We should not encourage refugees and faux-refugees to come here by issuing blanket welcome statements.  For the same amount spent on assistance to refugees in the U.S., we could be helping millions of others who’ve been left behind. The U.S. already works with other countries and the United Nations to maintain safe centers for refugees in places near their home countries, with the aim of making it possible for most of them to return to their home countries eventually. 

In a BBC Radio 4 documentary series, A New Life in Europe, a Syrian man, head of a family attempting to enter Europe, speaks bitterly of Germany’s accepting some refugee claimants while he and his family were back in the Middle East after failing twice to reach their European destination and be accepted:  "If they would close the door, people would try to help themselves here. ... We would change our plan, we wouldn't have to keep trying and waiting for another boat. We would look for a better life somewhere else. They are throwing a piece of bread tied to a string and they just keep pulling it away from you."

In other words, don’t tempt us unless you intend to let all come in who wish to.

Help for true refugees is needed worldwide. Rather than extending help piecemeal, to random fractions of the total, let’s help all of them in the most effective way possible.   That means cooperation with other countries and the United Nations.

What you're not supposed to know

Fortunately, some people and institutions dig around, find, and publish, solid information to measure the full scope of the crisis at U.S. borders now, where thousands of people are pouring in from all over the world, with no end in sight. 

Statistics are hard going to read and think about, but they do exist.  The Center for Immigration Studies deals with them routinely.  Here’s one of their reports, with information you’re not likely to see in the general media, nor hear from your Congressperson:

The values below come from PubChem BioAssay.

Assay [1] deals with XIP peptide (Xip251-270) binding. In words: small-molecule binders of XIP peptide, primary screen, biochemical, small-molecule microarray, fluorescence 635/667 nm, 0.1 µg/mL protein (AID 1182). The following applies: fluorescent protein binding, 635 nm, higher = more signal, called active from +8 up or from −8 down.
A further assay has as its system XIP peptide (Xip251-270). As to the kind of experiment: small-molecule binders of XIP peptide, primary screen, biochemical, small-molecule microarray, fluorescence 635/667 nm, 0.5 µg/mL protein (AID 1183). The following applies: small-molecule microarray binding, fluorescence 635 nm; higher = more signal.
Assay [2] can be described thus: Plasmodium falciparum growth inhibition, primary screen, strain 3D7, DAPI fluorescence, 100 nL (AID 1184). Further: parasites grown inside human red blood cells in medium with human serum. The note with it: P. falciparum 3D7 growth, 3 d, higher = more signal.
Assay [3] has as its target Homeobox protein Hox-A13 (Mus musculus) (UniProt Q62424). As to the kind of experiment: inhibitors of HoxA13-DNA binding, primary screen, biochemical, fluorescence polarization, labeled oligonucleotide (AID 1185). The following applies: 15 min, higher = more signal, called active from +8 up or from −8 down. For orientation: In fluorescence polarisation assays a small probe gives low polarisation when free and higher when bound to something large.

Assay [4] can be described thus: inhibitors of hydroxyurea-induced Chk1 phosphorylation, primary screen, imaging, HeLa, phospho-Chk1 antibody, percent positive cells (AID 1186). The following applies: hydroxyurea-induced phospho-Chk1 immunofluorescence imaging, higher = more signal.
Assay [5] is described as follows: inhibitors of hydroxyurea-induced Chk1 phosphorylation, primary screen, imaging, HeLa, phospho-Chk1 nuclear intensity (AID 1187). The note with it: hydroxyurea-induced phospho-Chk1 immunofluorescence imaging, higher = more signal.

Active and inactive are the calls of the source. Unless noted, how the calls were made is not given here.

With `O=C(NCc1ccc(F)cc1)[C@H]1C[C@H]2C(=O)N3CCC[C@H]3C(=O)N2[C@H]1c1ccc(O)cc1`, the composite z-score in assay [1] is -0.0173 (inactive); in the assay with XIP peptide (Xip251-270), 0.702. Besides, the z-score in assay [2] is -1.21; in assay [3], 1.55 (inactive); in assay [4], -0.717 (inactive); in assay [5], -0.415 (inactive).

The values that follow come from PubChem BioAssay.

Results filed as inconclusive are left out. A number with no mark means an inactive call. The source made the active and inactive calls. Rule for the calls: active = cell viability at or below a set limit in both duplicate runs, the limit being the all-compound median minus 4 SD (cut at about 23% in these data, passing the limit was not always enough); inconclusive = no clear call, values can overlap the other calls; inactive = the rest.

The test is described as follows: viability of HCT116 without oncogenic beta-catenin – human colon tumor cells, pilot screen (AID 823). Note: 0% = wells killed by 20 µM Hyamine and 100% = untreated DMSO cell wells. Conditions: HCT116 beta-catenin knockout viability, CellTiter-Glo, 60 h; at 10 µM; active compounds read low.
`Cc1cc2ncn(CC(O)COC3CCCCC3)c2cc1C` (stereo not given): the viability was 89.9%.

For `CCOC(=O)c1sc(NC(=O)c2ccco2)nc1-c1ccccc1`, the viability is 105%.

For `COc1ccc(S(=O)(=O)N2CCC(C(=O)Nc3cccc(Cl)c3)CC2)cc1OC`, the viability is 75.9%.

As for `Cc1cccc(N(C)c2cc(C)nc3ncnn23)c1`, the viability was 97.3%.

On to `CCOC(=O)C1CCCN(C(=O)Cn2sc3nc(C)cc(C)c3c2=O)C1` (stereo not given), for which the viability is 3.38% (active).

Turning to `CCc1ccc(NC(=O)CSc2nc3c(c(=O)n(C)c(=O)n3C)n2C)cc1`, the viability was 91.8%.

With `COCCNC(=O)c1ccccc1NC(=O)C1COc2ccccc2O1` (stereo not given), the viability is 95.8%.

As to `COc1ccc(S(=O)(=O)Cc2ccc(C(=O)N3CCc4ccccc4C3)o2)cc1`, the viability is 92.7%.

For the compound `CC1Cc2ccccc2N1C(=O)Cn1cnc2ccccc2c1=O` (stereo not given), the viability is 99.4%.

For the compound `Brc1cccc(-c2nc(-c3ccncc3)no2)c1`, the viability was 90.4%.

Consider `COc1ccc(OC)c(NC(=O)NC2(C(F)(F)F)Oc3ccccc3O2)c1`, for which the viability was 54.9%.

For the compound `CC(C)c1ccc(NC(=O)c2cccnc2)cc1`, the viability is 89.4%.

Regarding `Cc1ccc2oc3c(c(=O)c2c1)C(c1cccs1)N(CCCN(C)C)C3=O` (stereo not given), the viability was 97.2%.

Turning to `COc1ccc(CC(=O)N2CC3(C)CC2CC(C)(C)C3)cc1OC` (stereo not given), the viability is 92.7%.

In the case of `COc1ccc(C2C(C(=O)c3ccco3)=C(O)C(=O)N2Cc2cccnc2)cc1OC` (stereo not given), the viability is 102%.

Revealing Numbers from DOJ and DHS; Quantifying the scope of the border disaster, and its effects, by Andrew R. Arthur, July 21, 2019.

In his article, Arthur describes how figures in official releases “quantify the scope of the disaster that has been unfolding over the last few months on the border, the reasons for that disaster, and its effects on our immigration system.” He highlights the most important figures, for example:  "Recent initiatives to track family unit [FMU] cases revealed that close to 82 percent of completed cases have resulted in an in absentia order of removal." This means that 82% of the refugee or asylum claims among this group of migrants are bogus.

He quotes from a DHS report:  “The many cases that lack merit occupy a large portion of limited docket time and absorb scarce government resources, exacerbating the immigration-court backlog and diverting attention from other meritorious cases. Indeed, despite DOJ deploying the largest number of immigration judges in history and completing historic numbers of cases, a significant backlog remains. There are more than 900,000 pending cases in immigration courts, at least 436,000 of which include an asylum application [Emphasis added].”

Arthur concludes: